Protocols are rules invented to ensure networks behave uniformly and that data can be shared and understood seamlessly across the digital landscape. TCP/IP, HTTP/S, FTP, SMTP and POP/IMAP, DNS, SNMP are a few protocols and rules a networking professional must learn to ensure their networks and devices work well in the wider world.
Where Can You Learn Networking Basics?
It's possible to make an entire career out of networking. There are two essential components to getting a job in networking. First, you have to understand the technical components of how networks operate. Second, you must be able to manage, configure, and administer the networking devices of certain networks. Online networking courses are the only way to gain both those things.
How to Choose the Right Networking Training
Choosing the right networking course includes many factors. First, the skill level of the course has to match your own (or the level of the job you hope to have). Next, the networking course shouldn't just be about facts and information – there have to be opportunities to practice real-world networking skills. Last, the training has to be about the right network equipment manufacturer.
As an example, a Ford pick-up truck is (obviously) pretty different from a Ferrari. Not only would you use them for different things, but maintaining and repairing them should be done by specialized experts. Computer networks are the same: a huge Juniper network spanning large areas is very different from a small business' Cisco network.
And just like you avoid using Mazda and Toyota parts to repair a Chevy, organizations tend to build their networks using the same manufacturer whenever possible. One of the things you have to do in choosing a networking course is figure out what manufacturer would be most valuable for you to learn. If a company already employs you, it should be possible to learn what equipment their network uses. But if you haven't landed a job yet, you should research the options available to you and decide on what network equipment manufacturer appeals to you.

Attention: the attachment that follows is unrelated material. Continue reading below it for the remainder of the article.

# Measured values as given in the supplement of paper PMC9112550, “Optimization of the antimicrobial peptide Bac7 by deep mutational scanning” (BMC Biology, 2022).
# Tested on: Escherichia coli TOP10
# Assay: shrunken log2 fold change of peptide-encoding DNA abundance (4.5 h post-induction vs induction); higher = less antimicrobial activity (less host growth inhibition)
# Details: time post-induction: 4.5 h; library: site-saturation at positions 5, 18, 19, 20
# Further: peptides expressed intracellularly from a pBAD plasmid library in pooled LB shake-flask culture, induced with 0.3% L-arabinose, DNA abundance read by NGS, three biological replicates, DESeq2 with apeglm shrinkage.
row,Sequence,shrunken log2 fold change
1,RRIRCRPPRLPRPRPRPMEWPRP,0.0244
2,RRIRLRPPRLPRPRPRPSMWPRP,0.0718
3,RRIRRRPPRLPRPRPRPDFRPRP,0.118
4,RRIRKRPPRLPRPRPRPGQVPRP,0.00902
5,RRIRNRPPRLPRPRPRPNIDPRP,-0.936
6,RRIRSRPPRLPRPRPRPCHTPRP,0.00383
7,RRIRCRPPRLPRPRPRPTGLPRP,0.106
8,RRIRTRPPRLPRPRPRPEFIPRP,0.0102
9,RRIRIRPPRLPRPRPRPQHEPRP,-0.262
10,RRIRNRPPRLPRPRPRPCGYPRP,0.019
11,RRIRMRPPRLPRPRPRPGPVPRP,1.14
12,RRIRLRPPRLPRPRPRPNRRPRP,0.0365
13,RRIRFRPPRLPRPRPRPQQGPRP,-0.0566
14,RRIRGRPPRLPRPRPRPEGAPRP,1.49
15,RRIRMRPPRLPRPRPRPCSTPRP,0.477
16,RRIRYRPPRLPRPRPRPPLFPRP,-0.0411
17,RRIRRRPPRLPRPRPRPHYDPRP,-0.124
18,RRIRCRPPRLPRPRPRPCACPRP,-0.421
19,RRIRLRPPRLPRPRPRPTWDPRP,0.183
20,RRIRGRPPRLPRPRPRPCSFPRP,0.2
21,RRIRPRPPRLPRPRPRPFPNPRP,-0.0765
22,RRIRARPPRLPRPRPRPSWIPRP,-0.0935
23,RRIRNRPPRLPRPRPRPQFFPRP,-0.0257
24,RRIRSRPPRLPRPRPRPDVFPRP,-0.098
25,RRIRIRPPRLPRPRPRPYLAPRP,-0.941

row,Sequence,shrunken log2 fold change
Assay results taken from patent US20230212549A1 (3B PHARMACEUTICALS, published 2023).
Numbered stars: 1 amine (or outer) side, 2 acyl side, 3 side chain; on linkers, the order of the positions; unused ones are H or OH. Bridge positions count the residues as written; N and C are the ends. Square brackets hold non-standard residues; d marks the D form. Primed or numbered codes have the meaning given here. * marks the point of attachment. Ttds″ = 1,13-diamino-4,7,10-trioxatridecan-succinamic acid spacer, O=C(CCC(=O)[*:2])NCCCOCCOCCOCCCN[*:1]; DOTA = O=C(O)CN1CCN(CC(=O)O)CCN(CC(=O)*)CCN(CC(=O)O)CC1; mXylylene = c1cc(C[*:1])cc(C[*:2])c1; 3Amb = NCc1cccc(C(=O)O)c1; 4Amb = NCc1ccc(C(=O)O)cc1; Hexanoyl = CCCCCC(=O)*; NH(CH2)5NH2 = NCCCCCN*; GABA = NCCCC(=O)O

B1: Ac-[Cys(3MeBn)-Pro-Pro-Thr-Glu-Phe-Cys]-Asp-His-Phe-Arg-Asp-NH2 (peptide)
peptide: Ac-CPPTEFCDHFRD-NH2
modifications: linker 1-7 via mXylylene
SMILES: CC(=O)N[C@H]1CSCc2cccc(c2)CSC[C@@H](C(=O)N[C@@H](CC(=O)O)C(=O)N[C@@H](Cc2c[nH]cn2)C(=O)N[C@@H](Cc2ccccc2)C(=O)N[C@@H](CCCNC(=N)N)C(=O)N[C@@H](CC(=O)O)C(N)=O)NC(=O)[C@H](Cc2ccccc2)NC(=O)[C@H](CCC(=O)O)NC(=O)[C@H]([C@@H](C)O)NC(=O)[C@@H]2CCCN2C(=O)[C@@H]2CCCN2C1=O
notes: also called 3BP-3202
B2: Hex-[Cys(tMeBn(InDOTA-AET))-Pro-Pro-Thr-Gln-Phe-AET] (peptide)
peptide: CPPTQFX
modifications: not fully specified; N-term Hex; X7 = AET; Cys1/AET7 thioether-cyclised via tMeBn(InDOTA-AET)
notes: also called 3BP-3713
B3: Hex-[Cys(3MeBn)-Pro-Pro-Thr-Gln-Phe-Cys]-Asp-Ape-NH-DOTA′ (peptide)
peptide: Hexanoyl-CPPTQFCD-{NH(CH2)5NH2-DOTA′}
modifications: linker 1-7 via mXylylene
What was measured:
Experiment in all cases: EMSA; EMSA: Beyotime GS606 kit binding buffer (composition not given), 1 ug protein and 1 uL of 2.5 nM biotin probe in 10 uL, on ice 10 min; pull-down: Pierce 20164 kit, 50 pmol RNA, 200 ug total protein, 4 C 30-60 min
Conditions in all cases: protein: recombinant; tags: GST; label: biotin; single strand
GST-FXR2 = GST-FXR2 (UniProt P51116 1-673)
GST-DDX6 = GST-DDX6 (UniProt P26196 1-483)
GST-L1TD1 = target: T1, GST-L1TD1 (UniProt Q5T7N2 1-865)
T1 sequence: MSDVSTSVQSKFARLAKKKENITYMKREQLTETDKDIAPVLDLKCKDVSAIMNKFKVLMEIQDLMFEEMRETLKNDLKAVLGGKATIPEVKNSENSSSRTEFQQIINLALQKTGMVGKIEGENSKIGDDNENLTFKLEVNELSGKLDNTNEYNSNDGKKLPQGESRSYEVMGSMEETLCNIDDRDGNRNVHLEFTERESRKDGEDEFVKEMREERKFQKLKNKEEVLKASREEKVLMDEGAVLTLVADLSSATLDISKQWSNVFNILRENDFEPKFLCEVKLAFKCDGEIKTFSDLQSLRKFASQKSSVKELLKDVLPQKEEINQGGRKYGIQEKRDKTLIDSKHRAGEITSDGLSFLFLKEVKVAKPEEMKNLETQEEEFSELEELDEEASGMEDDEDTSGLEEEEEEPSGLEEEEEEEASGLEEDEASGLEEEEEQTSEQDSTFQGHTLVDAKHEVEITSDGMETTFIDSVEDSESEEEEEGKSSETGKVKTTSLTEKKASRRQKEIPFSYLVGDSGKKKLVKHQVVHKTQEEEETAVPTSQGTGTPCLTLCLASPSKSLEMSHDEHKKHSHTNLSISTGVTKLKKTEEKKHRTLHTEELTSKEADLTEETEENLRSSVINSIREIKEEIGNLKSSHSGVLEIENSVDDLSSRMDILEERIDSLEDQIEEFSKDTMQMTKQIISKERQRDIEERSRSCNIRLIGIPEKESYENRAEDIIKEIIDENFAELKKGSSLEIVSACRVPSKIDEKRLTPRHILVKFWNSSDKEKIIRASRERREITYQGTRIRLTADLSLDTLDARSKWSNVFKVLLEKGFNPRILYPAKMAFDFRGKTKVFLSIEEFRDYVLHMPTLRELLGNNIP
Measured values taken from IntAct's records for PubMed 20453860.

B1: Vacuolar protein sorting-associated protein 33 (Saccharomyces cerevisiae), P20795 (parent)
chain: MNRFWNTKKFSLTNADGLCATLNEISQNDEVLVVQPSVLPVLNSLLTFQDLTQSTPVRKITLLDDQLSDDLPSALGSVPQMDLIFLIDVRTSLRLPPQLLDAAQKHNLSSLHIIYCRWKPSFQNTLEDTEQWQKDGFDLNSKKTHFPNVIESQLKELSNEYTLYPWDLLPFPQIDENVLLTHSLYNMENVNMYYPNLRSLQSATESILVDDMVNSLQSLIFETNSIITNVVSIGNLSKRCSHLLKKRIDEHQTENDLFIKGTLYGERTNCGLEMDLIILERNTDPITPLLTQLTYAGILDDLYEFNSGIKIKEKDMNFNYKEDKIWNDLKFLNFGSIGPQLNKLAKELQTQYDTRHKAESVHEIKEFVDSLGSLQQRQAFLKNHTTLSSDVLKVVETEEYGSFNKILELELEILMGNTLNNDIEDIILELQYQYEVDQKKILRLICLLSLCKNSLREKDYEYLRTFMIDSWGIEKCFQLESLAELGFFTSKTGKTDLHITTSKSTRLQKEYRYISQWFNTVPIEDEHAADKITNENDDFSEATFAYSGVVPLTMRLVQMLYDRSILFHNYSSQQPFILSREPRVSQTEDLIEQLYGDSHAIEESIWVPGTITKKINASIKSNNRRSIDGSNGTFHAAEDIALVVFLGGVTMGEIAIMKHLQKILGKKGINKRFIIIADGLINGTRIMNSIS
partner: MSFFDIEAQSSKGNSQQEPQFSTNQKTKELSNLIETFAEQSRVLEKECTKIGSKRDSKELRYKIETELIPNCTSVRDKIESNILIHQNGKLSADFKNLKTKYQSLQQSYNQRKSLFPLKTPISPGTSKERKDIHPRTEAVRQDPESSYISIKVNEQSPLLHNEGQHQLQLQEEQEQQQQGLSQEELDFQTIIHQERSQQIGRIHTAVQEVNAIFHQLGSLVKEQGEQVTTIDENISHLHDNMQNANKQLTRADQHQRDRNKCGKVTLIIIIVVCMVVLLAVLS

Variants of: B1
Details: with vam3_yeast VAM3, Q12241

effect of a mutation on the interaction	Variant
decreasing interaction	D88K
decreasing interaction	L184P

What's the Best Networking Certification?
The same companies that manufacture networking hardware also tend to create certification programs. They issue certifications to IT professionals who prove their understanding of how their network equipment works and can manage, configure, or troubleshoot it to a certain level of expertise.
Obviously, companies prefer hiring people who've earned certifications from the same companies they get networking equipment from since it cuts down on training and familiarization. Here are a few of the most common and popular networking certifications for entry-level networking professionals:
Network+ from CompTIA: The Network+ is actually an outlier. It doesn't apply to any single manufacturer. Instead, earning the Network+ proves that you have the generic skills and knowledge necessary to work onalmostt any network, and you can quickly adapt to new hardware and software but be ready to do real work on your first day.
CCT Routing and Switching from Cisco: The Cisco Certified Technician certifications are Cisco's most fundamental certifications, meant for very early-career networking technicians. Earning a CCT validates skills with basic support and maintenance of Cisco routers, switches, and OS.
JNCIA from Juniper: Placed at the start of their certification program, Juniper's JNCIA stands for about a year's worth of knowledge and experience managing the hardware and software of a Juniper-powered network. It represents familiarity with the basics of networking as well as comfort in administering and troubleshooting Juniper technology.
PCNSA from Palo Alto: Palo Alto is one of the world's biggest network security technology manufacturers, and their Certified Network Security Administrator certification represents an ability to navigate firewalls, automate administration tasks, and configure routers. Earning the PCNSA is also a way to specialize a networking career toward network security duties and responsibilities.
Networking is one of the largest career fields in all of IT. No modern company can produce its widgets or sell its products without a fast, efficient, working network. Networking professionals keep them operational and secure, with deep technical knowledge and extensive practiced skills.
What type of equipment, how advanced the necessary skills are, and the type of network are just a few of the factors that can make every career in networking distinct from any other one. Learn the right skills, and you could work with networks for the rest of your career. But networking isn't the only thing that makes IT fascinating – check out all of our Intro to IT training and find out what best suits your skills and interests.